It doesn’t take much detective work to discover that many people enjoy mysteries. For example, I can vividly remember being enthralled when I first read Agatha Christie’s novel And Then There Were None. I know I’m joined by millions who eagerly follow the crime-solving exploits of Christie’s hero, the Belgian detective Hercule Poirot.
Board games and serious politics usually don’t mix. But in 2011, a Polish government think tank known as The Institute of National Remembrance created an interesting board game called Kolejka that The Strong recently acquired for its collections. The Institute researches crimes committed by the Nazi and Communist parties in Poland and makes that information available to the public.
Few probably realize that Rochester, New York, was once home to a large game and toy manufacturer. Henry Alderman and Elmer E.
If you’re a member or fan of the National Museum of Play at The Strong, you probably know that the museum will open another major exhibit on the second floor in April 2013.
Many of us grew up playing domino games. And once the game was over, we carefully lined the dominoes up on end, just to watch them topple in a chain reaction. With a history stretching back more than 700 years, dominoes today look the same as they did two centuries ago. Dominoes are devices, like cards and dice, which provide hundreds of different games. And like playing cards, a 2010 inductee to the National Toy Hall of Fame at The Strong, you can find dominoes in electronic versions just about anywhere today.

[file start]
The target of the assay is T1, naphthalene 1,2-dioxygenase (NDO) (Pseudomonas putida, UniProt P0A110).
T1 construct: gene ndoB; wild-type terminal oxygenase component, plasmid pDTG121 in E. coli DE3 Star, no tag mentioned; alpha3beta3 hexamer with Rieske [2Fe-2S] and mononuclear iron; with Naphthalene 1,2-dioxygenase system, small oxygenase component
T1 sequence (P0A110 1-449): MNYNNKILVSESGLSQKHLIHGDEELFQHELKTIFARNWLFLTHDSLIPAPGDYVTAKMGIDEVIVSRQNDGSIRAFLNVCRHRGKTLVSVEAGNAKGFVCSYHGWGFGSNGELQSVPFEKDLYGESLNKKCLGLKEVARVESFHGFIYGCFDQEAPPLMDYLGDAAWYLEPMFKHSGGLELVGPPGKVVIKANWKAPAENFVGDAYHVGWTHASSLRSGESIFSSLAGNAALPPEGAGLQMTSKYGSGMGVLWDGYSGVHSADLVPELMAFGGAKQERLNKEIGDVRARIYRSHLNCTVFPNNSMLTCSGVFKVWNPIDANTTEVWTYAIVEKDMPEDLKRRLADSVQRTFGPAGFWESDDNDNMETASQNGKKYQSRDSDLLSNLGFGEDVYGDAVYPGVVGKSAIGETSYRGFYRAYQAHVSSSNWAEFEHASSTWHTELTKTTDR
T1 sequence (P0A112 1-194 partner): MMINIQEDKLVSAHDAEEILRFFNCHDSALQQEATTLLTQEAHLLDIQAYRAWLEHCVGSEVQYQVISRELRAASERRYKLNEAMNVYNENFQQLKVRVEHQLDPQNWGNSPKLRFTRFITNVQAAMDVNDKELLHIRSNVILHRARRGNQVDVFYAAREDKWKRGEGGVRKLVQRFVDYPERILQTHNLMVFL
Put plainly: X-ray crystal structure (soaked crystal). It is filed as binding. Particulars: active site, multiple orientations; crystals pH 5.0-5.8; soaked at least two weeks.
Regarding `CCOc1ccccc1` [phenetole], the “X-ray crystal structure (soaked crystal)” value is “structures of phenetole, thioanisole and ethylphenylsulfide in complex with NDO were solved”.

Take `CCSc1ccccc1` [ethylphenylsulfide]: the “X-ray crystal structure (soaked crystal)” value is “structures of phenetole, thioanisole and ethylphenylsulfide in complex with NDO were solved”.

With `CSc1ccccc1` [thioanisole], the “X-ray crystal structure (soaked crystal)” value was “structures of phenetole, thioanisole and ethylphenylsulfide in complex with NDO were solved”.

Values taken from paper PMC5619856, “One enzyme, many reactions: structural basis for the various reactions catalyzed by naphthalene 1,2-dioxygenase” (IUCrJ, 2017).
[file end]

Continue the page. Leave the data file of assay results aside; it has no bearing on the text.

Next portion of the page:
Few people today know that Rochester, New York, was once home to a football team that became part of the American Professional Football Association (APFA), eventually known as the National Football League.
Buzzwords and hot topics permeate the media as the 2012 election approaches. Watch almost any news report and you’ll likely hear phrases such as “fiscal responsibility” and “balance the budget.” As gloomy as the current political circumstances or economic conditions may seem though, history tells us that it’s nothing new. People have long persisted through tough times—and even had their fair share of fun doing it.
Do you marvel at the toys and dolls on display at The Strong? Ever wonder how they came to the National Museum of Play? As curator of games—board games, card games, and many more—I’m responsible for acquiring historic playthings and popular new examples. But how exactly do we do it?
I was eight years old in 1968 and, like many of my friends, I played with toy cars. That year, Mattel introduced toy autos called Hot Wheels. Unlike the toy cars before them, Hot Wheels rolled really fast either downhill or with a touch of a finger.